The pyruvate dehydrogenase complex catalyzes the overall conversion of pyruvate to acetyl-CoA and CO(2). It contains multiple copies of three enzymatic components: pyruvate dehydrogenase (E1), dihydrolipoamide acetyltransferase (E2) and lipoamide dehydrogenase (E3).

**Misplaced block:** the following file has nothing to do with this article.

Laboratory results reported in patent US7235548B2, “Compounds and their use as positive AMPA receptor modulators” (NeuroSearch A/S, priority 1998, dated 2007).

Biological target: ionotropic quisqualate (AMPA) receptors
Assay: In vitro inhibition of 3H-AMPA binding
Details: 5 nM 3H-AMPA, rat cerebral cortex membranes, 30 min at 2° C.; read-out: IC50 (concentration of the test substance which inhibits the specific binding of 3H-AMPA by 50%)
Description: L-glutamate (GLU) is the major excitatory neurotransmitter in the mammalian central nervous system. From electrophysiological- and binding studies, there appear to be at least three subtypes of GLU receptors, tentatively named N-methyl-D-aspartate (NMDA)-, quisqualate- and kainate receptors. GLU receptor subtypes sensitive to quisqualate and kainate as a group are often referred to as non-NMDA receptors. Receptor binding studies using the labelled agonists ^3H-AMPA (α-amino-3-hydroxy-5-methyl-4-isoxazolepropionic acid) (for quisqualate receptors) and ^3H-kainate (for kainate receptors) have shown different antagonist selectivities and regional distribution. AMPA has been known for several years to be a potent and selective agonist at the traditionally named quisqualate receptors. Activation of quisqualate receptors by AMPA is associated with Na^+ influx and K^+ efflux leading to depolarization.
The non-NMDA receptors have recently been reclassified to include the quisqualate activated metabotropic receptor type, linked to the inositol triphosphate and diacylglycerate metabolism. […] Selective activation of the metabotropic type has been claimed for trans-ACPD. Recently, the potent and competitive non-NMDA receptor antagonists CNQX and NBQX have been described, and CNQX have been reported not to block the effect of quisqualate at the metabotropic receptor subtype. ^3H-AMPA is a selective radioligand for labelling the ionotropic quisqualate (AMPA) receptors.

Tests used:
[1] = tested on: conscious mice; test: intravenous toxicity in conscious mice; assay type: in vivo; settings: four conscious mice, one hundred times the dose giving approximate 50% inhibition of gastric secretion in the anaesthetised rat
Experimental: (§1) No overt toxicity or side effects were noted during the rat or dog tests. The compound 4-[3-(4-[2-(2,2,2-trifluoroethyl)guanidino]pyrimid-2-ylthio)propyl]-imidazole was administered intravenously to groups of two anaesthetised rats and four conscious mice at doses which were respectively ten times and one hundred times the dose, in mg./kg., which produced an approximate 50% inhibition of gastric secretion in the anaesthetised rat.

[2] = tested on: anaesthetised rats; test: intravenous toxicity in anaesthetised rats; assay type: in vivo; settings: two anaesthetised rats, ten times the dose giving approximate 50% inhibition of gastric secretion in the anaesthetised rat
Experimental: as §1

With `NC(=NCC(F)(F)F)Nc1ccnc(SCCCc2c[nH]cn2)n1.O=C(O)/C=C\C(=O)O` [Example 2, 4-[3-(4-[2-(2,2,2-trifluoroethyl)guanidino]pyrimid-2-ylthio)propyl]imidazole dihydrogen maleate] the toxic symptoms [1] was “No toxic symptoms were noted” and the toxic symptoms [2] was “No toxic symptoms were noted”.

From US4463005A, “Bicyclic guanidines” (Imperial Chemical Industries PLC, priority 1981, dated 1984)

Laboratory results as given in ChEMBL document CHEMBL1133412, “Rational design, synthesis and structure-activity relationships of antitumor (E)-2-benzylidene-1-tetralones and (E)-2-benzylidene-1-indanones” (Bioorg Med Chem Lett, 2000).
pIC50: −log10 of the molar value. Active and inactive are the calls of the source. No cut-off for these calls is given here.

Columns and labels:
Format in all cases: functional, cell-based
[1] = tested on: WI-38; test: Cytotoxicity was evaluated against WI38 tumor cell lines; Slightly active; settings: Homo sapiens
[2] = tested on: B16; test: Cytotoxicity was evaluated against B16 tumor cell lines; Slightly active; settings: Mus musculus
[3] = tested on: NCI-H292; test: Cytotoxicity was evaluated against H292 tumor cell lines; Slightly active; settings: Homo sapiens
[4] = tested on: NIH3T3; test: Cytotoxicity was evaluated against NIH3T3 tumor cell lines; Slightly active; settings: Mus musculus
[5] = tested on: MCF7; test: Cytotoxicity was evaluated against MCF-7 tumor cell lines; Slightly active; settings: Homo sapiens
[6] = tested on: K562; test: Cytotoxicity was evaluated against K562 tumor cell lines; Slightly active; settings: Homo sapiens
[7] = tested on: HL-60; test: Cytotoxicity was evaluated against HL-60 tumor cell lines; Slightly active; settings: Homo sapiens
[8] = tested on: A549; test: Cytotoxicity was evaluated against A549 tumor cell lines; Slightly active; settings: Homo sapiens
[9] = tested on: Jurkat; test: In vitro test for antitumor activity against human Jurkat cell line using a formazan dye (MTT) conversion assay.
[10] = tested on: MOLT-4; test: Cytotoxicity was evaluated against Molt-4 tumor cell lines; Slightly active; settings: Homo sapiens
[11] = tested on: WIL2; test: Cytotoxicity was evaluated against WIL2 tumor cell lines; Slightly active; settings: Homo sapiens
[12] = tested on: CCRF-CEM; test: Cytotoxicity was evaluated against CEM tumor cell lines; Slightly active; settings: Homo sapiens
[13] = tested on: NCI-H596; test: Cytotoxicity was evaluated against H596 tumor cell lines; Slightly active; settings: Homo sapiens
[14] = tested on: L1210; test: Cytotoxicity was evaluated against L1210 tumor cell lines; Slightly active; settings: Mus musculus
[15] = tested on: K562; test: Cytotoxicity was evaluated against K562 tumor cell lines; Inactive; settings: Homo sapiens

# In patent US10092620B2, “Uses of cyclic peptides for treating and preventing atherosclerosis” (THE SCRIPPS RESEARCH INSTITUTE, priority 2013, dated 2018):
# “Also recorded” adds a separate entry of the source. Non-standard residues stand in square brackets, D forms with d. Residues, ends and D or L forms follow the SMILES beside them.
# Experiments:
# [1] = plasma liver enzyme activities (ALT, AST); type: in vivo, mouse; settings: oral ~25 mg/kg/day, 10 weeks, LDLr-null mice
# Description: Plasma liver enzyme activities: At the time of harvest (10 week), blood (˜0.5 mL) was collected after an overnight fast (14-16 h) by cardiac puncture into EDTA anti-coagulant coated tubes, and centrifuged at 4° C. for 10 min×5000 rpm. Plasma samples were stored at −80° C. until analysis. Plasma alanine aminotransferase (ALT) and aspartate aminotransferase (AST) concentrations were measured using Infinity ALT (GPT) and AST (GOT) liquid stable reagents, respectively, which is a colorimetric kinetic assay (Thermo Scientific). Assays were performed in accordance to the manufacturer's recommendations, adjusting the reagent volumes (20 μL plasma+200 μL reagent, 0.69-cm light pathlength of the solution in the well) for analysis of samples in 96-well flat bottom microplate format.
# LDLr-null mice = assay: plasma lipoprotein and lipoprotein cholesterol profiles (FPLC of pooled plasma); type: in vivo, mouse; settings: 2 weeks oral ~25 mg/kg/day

Defects in PDHA1 are a cause of pyruvate decarboxylase E1 component deficiency (PDHE1 deficiency) [MIM:312170]. PDHE1 deficiency is the most common enzyme defect in patients with primary lactic acidosis. It is associated with variable clinical phenotypes ranging from neonatal death to prolonged survival complicated by developmental delay, seizures, ataxia, apnea, and in some cases to an X-linked form of Leigh syndrome (X-LS). Defects in PDHA1 are the cause of X-linked Leigh syndrome (X-LS) [MIM:308930]. X-LS is an early-onset progressive neurodegenerative disorder with a characteristic neuropathology consisting of focal, bilateral lesions in one or more areas of the central nervous system, including the brainstem, thalamus, basal ganglia, cerebellum, and spinal cord. The lesions are areas of demyelination, gliosis, necrosis, spongiosis, or capillary proliferation. Clinical symptoms depend on which areas of the central nervous system are involved. The most common underlying cause is a defect in oxidative phosphorylation. LS may be a feature of a deficiency of any of the mitochondrial respiratory chain complexes.